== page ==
UK businesses set to spark smart tech revolution, PwC survey shows
The UK business community is showing a growing interest in smart technology, according to a new survey, which shows that a third of industrial firms intend to invest more than £1m in distributed energy solutions by 2022.
The findings were collated by professional services firm PwC in a survey of more than 500 businesses, the majority of which spend under £500k a year on energy needs.
The study also found that one in five commercial firms plan to spend more than £1m in the next five years on smart technologies such as on-site renewable generation, heat networks, biomass boilers and demand response measures.
While only 17% of industrial respondents said they aim to produce all or almost all of their own power by 2022, an additional 45% propose to offset grid reliance with some on-site power supply.
PwC’s power and utilities leader Steve Jennings said: “As to why customers may be moving away from the grid, there are a number of possible reasons from reducing their cost base or environmental footprint to taking control of their security of supply.
“But while many will agree that technology innovation has the potential to change the B2B energy landscape, our survey shows that barriers remain.”
According to the study, one of the major barriers to a smart business revolution is cost, with three in five firms worried about pricing and the rise in associated taxes and levies over the next two years. This figure rises to 79% for commercial businesses, which PwC puts down to higher energy costs for industrial firms than many EU counterparts.
The survey highlights that the greatest obstacle facing firms is the concern that smart tech investments will not pay back in an acceptable timeframe, while reliability and security of supply also ranked highly as problems to be resolved.
“Unless addressed, these issues will continue to influence both the level and pace of smart energy adoption across the UK business community,” Jennings said.
A smarter energy system centred around demand response and energy storage could create savings for the UK to the tune of £8bn by 2030, according to research. As companies and industries seek new economic opportunities through digitalisation and the Internet of Things (IoT) becomes commonplace, business leaders are starting to give their backing to the rollout of smart technology.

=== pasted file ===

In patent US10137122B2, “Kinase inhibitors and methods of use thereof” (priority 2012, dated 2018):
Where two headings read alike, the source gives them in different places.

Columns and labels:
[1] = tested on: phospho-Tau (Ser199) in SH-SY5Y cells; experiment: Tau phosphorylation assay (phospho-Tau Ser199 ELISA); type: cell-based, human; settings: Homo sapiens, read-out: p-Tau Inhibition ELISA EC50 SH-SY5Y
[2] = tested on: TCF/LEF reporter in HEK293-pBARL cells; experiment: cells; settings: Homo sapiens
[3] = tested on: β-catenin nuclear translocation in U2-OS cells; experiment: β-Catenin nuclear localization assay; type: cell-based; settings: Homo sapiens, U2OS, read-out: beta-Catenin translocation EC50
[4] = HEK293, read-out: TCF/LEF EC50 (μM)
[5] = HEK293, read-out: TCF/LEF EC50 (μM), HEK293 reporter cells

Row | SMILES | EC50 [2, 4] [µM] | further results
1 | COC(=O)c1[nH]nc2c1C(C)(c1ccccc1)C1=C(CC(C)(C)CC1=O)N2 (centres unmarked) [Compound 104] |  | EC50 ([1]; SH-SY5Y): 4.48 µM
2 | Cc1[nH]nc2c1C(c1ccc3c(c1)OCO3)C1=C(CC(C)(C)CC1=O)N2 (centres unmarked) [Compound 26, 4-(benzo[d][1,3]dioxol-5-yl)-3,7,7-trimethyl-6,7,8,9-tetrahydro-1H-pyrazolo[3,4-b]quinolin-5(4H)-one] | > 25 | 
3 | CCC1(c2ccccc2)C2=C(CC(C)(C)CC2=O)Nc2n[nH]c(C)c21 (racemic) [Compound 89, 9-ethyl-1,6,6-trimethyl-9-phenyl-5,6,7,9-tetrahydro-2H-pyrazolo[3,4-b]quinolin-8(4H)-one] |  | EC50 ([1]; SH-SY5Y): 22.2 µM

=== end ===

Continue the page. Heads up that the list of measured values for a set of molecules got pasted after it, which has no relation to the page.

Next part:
Retailer Pets at Home has recorded energy savings of 32% across its stores after a “game-changing” LED lighting project was embraced across the entire business, the firm’s energy manager James Kokiet told edie this week. Kokiet explained that the company is now looking at the potential to utilise more on-site solutions such as solar technology and battery storage.
Flexible energy generation is a route being “actively explored” by energy-intensive multinational firms Rolls-Royce and Nestlé, the energy managers of the respective companies confirmed last month. Meanwhile, delivery firm UPS last week told edie it is set to trial decentralised power generation and onsite storage systems at its London operating base.
PWC and sustainability megatrends
As part of edie’s series of thought-leadership articles on the global impact of megatrends, PwC’s sustainability and climate Change partner Celine Herweijer explored how green innovations and technological breakthroughs are driving the fourth Industrial Revolution. You can read that part in the series here.
The series will culminate with a high-level discussion focused on megatrends at the Strategy and Innovation conference at edie Live 2017 at the NEC Birmingham on 24 May. Find out more about edie Live 2017 and get your free two-day pass here.
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